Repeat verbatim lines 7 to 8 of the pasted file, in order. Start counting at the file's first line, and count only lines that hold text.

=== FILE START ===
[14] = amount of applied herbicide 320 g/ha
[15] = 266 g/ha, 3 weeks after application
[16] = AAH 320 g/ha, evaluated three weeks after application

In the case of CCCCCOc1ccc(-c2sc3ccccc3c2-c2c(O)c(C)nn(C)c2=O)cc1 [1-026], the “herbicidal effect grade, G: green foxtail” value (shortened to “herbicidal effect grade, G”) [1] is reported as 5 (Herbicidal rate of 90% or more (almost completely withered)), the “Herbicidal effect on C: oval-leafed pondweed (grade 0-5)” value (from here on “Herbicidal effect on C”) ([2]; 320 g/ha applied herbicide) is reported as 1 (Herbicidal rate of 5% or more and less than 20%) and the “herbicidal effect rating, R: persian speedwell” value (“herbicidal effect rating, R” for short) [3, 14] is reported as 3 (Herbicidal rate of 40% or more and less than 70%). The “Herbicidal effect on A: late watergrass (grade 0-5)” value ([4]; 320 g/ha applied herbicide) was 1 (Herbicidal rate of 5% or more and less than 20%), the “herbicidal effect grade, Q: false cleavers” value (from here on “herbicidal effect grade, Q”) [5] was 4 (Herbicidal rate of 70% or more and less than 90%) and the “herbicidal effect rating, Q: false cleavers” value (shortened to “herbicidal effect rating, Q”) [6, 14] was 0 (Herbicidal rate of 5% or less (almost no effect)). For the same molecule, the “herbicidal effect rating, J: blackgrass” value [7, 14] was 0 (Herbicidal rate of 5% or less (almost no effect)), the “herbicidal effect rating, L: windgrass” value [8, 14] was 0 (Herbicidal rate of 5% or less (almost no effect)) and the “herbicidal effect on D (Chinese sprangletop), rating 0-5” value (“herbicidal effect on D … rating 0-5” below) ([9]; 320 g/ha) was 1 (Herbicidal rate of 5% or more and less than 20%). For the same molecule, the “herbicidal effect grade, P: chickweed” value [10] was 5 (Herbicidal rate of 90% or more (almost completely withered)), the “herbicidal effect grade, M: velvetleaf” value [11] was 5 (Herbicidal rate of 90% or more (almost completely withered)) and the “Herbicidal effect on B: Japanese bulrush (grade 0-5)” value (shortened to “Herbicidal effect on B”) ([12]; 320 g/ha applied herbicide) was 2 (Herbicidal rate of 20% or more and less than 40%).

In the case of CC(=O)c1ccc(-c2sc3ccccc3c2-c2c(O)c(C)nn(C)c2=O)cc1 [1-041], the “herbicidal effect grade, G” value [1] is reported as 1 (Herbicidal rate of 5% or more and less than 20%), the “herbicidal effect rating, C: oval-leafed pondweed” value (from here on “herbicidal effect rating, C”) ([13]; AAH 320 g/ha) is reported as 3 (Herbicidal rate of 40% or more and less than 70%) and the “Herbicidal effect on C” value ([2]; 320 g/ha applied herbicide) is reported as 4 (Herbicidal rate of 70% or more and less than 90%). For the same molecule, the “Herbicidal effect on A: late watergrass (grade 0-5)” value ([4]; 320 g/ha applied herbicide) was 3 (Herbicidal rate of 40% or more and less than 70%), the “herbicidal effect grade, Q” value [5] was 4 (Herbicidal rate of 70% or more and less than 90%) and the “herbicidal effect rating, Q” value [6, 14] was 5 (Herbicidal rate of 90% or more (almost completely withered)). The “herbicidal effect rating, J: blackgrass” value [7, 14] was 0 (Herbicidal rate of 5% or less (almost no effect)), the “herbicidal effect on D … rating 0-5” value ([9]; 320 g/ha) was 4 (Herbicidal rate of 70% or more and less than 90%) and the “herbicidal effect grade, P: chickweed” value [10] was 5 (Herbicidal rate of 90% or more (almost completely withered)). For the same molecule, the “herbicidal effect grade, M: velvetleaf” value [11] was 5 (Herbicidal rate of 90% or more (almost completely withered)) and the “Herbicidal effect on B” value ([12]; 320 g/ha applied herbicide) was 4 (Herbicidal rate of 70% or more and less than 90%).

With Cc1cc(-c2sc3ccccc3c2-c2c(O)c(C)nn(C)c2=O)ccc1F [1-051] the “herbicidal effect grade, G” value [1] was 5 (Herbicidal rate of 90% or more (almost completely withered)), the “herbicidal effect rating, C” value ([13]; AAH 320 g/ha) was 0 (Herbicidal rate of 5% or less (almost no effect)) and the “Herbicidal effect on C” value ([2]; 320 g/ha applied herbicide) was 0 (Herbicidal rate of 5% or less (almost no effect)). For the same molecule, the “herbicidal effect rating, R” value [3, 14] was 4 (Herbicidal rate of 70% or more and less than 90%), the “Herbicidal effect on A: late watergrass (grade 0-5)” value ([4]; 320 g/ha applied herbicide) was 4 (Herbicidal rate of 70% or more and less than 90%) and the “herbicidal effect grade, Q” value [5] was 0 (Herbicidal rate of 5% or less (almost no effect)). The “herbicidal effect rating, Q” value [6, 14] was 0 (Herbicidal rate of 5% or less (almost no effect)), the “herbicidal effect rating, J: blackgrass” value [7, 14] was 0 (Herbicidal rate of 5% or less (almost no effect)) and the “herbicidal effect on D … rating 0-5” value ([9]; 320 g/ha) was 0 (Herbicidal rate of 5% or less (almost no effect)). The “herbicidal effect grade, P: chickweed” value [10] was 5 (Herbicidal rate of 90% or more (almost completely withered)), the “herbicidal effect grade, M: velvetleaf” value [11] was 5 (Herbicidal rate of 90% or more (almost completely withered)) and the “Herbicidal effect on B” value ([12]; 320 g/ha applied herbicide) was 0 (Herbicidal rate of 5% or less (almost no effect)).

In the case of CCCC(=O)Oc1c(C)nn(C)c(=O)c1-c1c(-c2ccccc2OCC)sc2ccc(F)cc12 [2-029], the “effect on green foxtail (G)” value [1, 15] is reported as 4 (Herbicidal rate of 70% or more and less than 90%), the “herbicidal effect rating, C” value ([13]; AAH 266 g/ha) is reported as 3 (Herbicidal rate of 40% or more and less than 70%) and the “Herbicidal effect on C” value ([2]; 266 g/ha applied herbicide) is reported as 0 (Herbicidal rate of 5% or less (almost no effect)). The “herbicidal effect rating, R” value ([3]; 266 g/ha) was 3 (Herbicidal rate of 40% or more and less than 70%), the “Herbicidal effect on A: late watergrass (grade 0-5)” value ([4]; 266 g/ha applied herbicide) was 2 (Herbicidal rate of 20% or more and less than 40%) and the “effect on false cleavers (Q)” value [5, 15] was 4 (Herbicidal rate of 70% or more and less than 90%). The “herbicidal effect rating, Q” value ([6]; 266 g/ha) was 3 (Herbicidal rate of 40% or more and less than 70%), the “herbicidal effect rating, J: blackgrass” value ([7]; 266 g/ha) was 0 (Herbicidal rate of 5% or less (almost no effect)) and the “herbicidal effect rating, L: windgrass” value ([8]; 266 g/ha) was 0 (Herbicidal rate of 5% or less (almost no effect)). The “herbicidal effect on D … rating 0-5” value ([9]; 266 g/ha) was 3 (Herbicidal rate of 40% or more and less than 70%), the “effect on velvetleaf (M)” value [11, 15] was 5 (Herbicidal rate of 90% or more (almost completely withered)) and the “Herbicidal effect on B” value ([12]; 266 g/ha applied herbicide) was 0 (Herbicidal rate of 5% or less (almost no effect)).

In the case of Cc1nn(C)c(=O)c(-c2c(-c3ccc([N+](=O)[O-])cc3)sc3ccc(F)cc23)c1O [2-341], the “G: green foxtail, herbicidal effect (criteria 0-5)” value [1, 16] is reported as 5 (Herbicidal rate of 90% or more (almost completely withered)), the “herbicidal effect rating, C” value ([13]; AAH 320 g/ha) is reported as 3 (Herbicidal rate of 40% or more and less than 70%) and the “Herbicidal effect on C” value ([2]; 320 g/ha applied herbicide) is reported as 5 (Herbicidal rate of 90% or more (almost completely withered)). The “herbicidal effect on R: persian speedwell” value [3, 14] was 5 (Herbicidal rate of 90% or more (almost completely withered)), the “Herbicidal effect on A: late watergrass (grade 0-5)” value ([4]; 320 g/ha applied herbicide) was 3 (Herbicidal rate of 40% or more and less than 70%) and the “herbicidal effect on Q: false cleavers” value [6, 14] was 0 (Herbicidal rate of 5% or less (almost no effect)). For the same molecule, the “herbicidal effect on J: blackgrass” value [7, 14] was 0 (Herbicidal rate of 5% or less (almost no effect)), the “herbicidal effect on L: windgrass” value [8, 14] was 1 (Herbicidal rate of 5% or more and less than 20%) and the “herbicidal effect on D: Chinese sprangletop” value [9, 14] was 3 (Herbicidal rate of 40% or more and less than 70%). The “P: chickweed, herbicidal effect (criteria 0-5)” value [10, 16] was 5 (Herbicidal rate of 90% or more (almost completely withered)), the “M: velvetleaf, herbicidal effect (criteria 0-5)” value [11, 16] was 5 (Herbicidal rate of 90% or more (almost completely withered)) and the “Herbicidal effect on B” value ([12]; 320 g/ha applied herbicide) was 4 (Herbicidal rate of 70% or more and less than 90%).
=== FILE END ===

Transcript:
In the case of CCCC(=O)Oc1c(C)nn(C)c(=O)c1-c1c(-c2ccccc2OCC)sc2ccc(F)cc12 [2-029], the “effect on green foxtail (G)” value [1, 15] is reported as 4 (Herbicidal rate of 70% or more and less than 90%), the “herbicidal effect rating, C” value ([13]; AAH 266 g/ha) is reported as 3 (Herbicidal rate of 40% or more and less than 70%) and the “Herbicidal effect on C” value ([2]; 266 g/ha applied herbicide) is reported as 0 (Herbicidal rate of 5% or less (almost no effect)). The “herbicidal effect rating, R” value ([3]; 266 g/ha) was 3 (Herbicidal rate of 40% or more and less than 70%), the “Herbicidal effect on A: late watergrass (grade 0-5)” value ([4]; 266 g/ha applied herbicide) was 2 (Herbicidal rate of 20% or more and less than 40%) and the “effect on false cleavers (Q)” value [5, 15] was 4 (Herbicidal rate of 70% or more and less than 90%). The “herbicidal effect rating, Q” value ([6]; 266 g/ha) was 3 (Herbicidal rate of 40% or more and less than 70%), the “herbicidal effect rating, J: blackgrass” value ([7]; 266 g/ha) was 0 (Herbicidal rate of 5% or less (almost no effect)) and the “herbicidal effect rating, L: windgrass” value ([8]; 266 g/ha) was 0 (Herbicidal rate of 5% or less (almost no effect)). The “herbicidal effect on D … rating 0-5” value ([9]; 266 g/ha) was 3 (Herbicidal rate of 40% or more and less than 70%), the “effect on velvetleaf (M)” value [11, 15] was 5 (Herbicidal rate of 90% or more (almost completely withered)) and the “Herbicidal effect on B” value ([12]; 266 g/ha applied herbicide) was 0 (Herbicidal rate of 5% or less (almost no effect)).

In the case of Cc1nn(C)c(=O)c(-c2c(-c3ccc([N+](=O)[O-])cc3)sc3ccc(F)cc23)c1O [2-341], the “G: green foxtail, herbicidal effect (criteria 0-5)” value [1, 16] is reported as 5 (Herbicidal rate of 90% or more (almost completely withered)), the “herbicidal effect rating, C” value ([13]; AAH 320 g/ha) is reported as 3 (Herbicidal rate of 40% or more and less than 70%) and the “Herbicidal effect on C” value ([2]; 320 g/ha applied herbicide) is reported as 5 (Herbicidal rate of 90% or more (almost completely withered)). The “herbicidal effect on R: persian speedwell” value [3, 14] was 5 (Herbicidal rate of 90% or more (almost completely withered)), the “Herbicidal effect on A: late watergrass (grade 0-5)” value ([4]; 320 g/ha applied herbicide) was 3 (Herbicidal rate of 40% or more and less than 70%) and the “herbicidal effect on Q: false cleavers” value [6, 14] was 0 (Herbicidal rate of 5% or less (almost no effect)). For the same molecule, the “herbicidal effect on J: blackgrass” value [7, 14] was 0 (Herbicidal rate of 5% or less (almost no effect)), the “herbicidal effect on L: windgrass” value [8, 14] was 1 (Herbicidal rate of 5% or more and less than 20%) and the “herbicidal effect on D: Chinese sprangletop” value [9, 14] was 3 (Herbicidal rate of 40% or more and less than 70%). The “P: chickweed, herbicidal effect (criteria 0-5)” value [10, 16] was 5 (Herbicidal rate of 90% or more (almost completely withered)), the “M: velvetleaf, herbicidal effect (criteria 0-5)” value [11, 16] was 5 (Herbicidal rate of 90% or more (almost completely withered)) and the “Herbicidal effect on B” value ([12]; 320 g/ha applied herbicide) was 4 (Herbicidal rate of 70% or more and less than 90%).